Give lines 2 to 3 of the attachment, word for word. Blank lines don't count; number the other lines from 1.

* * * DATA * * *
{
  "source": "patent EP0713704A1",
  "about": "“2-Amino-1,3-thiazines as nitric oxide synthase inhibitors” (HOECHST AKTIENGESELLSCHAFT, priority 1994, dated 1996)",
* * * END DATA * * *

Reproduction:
  "source": "patent EP0713704A1",
  "about": "“2-Amino-1,3-thiazines as nitric oxide synthase inhibitors” (HOECHST AKTIENGESELLSCHAFT, priority 1994, dated 1996)",